Solar savings — Rogers to tap power of sun

by Dawn Feddersen-Poindexter

Contributing Writer


The Rogers City Council agreed to sign a letter of intent authorizing TenKsolar to proceed with preliminary planning to add solar panels to several City buildings.

The Council had heard from representatives from Bloomington-based company and its partner in the project, Ameresco, about how the companies would utilize solar panel rebates and tax credits to outfit City facilities with solar panels at no upfront cost to the City. Rogers would then enter into an agreement to purchase the power obtained from the panels for a term of seven years at a rate estimated to be 20% less than what they are currently paying Xcel Energy.

“We’re either going to buy energy created on site or buy energy from Xcel. Either way, it’s something we have to do,” said Public Works Superintendent, John Seiffert.

At the end of the seven years, Rogers would have the option to buy the equipment and reap its energy-producing benefits for its 25 or more years of expected life.

TenKsolar has proposed to outfit the Fire Station and Community Room, the Public Works/City Hall building, the Rogers Activity Center, and possibly Rogers Wine and Spirits. City staff is considering their own project utilizing solar energy rebates that may create triple the energy by adding more solar panels to the Rogers Activity Center.

Councilmember Rick Ihli said, “It’s our job not only to handle things now but to look to the future and put Rogers in a good position to save some money. As elected officials, that’s our number one concern.”

Ihli said the switch is especially timely because of word they’ve received that Xcel Energy is planning to increase their rates by 10%.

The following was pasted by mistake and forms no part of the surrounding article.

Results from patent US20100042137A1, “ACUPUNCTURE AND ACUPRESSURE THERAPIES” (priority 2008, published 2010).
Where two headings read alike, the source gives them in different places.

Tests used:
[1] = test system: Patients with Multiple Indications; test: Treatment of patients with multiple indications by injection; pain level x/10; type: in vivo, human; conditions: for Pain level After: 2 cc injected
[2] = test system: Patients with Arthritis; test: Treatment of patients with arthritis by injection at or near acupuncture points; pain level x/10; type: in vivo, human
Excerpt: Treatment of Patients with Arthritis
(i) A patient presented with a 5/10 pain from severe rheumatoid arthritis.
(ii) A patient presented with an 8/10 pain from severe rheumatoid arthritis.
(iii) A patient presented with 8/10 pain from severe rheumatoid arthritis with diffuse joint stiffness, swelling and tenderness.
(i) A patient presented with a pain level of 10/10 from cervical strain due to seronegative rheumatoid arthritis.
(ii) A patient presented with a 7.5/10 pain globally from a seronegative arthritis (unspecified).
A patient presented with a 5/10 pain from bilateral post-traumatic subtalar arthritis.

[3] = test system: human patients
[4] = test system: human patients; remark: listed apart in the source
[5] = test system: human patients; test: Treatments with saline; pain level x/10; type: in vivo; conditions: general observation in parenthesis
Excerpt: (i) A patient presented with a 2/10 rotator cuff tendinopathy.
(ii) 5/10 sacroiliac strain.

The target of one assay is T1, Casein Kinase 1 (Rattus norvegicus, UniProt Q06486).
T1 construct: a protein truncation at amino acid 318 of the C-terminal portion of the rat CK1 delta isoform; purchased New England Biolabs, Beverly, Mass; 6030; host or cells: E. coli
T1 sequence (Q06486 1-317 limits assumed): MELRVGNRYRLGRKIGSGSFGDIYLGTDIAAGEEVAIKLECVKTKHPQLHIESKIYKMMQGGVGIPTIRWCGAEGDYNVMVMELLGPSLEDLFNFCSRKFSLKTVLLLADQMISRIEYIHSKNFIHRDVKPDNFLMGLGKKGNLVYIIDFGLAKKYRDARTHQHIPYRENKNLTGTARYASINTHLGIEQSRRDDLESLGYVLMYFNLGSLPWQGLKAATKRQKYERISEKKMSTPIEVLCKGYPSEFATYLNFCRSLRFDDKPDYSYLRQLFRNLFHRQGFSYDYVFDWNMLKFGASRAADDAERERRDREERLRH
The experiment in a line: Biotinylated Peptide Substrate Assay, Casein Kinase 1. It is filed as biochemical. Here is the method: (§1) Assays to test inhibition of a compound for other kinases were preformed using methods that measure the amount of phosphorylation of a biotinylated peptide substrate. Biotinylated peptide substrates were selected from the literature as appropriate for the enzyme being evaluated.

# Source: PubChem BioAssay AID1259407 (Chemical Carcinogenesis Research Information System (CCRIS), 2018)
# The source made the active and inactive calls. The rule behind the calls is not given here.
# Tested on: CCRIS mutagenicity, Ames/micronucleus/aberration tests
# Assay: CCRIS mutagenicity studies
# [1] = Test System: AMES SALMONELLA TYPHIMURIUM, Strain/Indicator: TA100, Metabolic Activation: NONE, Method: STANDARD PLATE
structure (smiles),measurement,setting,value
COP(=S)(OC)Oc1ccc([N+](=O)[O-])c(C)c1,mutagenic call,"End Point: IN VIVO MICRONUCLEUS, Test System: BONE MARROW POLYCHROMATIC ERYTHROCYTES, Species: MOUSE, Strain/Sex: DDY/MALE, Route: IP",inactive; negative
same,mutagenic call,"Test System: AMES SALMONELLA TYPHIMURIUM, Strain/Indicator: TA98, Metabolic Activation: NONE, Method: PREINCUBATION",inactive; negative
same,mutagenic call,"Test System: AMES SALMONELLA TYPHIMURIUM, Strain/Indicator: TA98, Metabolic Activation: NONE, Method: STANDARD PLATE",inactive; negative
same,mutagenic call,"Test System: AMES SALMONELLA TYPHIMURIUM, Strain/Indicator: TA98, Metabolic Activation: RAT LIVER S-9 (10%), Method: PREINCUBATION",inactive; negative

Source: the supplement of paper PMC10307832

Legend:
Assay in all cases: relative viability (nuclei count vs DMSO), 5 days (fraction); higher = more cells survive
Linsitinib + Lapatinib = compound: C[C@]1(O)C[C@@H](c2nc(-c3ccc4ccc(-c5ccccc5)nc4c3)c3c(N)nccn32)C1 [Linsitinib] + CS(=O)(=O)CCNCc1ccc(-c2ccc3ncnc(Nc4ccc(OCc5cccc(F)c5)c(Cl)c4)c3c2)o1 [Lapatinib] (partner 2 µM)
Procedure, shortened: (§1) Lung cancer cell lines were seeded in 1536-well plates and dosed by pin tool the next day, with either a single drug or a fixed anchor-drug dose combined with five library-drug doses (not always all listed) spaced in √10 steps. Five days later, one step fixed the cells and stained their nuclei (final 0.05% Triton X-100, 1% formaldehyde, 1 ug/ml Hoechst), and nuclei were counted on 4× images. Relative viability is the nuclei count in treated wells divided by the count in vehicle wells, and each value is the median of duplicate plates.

But Councilmember Rob Bell, who did not seek re-election, wanted to make his apprehensions with the project known in light of the fact that he will no longer be on the Council as the project takes shape.

“I’m not a financial guy, I’m not a solar guy, but something strikes me as too good to be true here. Somewhere there’s going to be a cost that was not anticipated. I ask staff to dig in deeply to anticipate what those future costs will be,” he cautioned.

The Council also heard from two local commercial real estate owners seeking sign standards adjustments. They approved a non-conforming illuminated sign at Rogers Downtown Plaza that was a part of negotiations with the property’s owner, Chuck Van Heel, for his cooperation in giving the City some easements and property rights to help complete the CR81 realignment project.

They denied a request by 101 Marketplace for a non-conforming sign on the back of the building for their tenant, Massage Envy, telling the owner that his sign would likely be approved if he pursued the matter as a change to the Planned Unit Development agreement.